PRIVATE THOUGHTS, which completes its run at the Hackney Empire tomorrow (April 25), has had received mixed reviews and a special mention in an editorial on “vile”, tasteless art in Hackney, which appeared in another local publication.

The plot concerns the torment of a morally upstanding man, Eric, who has placed himself in a private psychiatric clinic because he believes he is a threat to others. He has, he tells his therapist Dr Chase, been having sexual fantasies about children.

This disturbing theme is dealt with with the sensitivity and seriousness it deserves. Dr Chase’s patient says he has wanted to abuse children but has never acted on his impulses. He is reluctant to reveal to her the secrets of his own childhood, which she believes will help shed light on his perversions.

Therapist and patient engage in a psychological tug of war that is a little too in your face. The play’s finale is also extremely frustrating: the curtain comes down just as Eric appears to be opening up, leaving the audience none the wiser about the root cause of his problems.

Nonetheless, the play should be commended for dealing with the subject of paedophilia in a way that makes a refreshing change from the hysterical articles in red top tabloids. Branding paedophiles as evil “paedo monsters” is an irresponsible way of addressing and preventing such psychological problems and the crimes they cause.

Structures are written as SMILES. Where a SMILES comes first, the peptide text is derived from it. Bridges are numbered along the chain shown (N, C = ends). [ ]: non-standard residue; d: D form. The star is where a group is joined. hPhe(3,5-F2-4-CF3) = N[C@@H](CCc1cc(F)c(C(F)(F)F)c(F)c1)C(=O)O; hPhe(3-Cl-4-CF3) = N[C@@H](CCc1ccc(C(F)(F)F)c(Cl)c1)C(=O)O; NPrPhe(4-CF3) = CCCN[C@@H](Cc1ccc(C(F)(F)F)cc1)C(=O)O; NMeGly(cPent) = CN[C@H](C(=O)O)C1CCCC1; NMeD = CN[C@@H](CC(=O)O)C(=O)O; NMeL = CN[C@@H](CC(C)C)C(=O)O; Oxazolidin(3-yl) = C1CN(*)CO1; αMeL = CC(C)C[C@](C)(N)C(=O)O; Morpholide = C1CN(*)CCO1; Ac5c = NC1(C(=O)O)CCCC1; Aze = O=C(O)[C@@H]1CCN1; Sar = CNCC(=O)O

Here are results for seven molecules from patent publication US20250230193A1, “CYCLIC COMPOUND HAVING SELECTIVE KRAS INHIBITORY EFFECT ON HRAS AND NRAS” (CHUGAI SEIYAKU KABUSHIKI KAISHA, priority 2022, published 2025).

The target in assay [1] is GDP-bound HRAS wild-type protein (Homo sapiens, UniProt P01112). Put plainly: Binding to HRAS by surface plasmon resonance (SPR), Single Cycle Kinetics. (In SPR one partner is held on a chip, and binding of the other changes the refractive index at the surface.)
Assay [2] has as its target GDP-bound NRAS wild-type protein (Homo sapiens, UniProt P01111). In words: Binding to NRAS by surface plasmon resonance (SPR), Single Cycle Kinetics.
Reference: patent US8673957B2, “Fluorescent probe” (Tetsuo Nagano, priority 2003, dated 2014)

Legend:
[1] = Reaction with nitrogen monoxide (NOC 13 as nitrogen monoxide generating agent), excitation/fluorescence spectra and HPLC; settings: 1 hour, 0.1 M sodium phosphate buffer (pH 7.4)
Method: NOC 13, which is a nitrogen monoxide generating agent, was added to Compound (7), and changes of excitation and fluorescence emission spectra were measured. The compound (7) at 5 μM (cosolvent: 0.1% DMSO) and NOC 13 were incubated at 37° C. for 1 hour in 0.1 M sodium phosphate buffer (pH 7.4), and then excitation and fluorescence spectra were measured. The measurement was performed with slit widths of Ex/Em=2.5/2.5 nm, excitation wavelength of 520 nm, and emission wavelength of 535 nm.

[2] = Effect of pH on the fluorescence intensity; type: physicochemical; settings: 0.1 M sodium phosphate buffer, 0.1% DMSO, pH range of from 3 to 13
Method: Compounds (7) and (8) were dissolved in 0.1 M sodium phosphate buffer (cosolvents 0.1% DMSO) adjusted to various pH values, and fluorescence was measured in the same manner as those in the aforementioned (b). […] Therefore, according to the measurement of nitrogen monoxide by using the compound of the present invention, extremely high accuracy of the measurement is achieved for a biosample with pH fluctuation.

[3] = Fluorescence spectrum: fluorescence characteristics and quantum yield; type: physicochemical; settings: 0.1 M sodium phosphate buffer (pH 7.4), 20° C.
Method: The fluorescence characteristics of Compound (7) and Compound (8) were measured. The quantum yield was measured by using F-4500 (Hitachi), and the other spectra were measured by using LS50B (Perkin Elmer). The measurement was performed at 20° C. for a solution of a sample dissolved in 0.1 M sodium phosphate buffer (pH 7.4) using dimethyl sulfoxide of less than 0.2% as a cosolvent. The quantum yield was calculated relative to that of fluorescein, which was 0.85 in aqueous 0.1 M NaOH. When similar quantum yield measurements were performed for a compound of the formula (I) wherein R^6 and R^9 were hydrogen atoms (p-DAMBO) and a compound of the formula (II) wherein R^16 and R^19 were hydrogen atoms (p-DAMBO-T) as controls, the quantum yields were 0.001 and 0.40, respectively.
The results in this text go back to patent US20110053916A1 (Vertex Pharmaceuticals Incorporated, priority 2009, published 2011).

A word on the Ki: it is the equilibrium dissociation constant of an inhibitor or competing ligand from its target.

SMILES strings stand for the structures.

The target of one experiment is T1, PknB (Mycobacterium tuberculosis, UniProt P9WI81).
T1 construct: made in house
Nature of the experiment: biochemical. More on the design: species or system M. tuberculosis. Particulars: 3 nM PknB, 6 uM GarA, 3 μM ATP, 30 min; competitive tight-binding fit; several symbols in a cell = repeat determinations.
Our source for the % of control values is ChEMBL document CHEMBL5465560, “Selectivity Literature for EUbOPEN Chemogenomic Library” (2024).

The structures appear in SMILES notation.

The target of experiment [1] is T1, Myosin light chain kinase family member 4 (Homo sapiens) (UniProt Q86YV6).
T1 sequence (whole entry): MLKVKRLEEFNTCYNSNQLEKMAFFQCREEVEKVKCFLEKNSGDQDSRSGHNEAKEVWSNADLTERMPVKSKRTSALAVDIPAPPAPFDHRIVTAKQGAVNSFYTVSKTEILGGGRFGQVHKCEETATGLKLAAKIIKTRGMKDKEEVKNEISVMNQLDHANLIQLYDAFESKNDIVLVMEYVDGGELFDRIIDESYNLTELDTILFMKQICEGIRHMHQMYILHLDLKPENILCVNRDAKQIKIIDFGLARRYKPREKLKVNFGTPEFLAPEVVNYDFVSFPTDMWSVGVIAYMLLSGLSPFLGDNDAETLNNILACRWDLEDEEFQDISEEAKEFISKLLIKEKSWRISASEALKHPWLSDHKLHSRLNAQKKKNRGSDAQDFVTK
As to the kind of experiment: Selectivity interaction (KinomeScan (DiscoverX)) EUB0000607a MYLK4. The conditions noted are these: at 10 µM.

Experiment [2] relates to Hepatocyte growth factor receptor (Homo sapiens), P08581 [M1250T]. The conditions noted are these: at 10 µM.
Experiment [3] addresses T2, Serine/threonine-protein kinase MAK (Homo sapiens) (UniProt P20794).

MONSTERS is the title of another so-called controversial play, scheduled to run from 6-30 May at the Arcola. In articles in the Observer and in another Hackney publication, the group Mothers Against Murder and Aggression, condemned the play and accused its creators of exploiting a terrible event to “make a name for themselves”.

The play is about the horrific killing of two-year-old James Bulger by two ten-year-olds, Jon Venables and Robert Thompson, which took place in 1993 and shocked the nation.

Christopher Haydon, who is directing the play for what will be its UK premiere, says critics should reserve judgement until after they have seen Monsters.

“None of the people who have written articles about the play have seen it,” he says. “They haven’t seen how we’re dealing with the issues so there are a lot of assumptions involved.

“When I read the play for the first time I thought it was an extremely powerful piece. It questions the nature of evil, what it means to commit a crime and how we as a society deal with traumatic events like [the murder of James Bulger], which have happened throughout history.”

Jerry Killick, one of the actors in Monsters and a Hackney resident, said: “The material is pretty disturbing. What we are trying to do is to present that material to the audience without going too much down the road of acting the people… it’s not really like the work a method actor would do, where you try to get inside the characters. To the extent that there’s a story, it is as much about the people on stage trying to come to terms with the material.

He added: “A lot of the reporting of terrible events tends to be sensationalist. People tend to think that in a theatre piece it will also be presented like that, but theatre of all the mediums tends to be the most sensitive. Monsters asks broad questions about social responsibility.”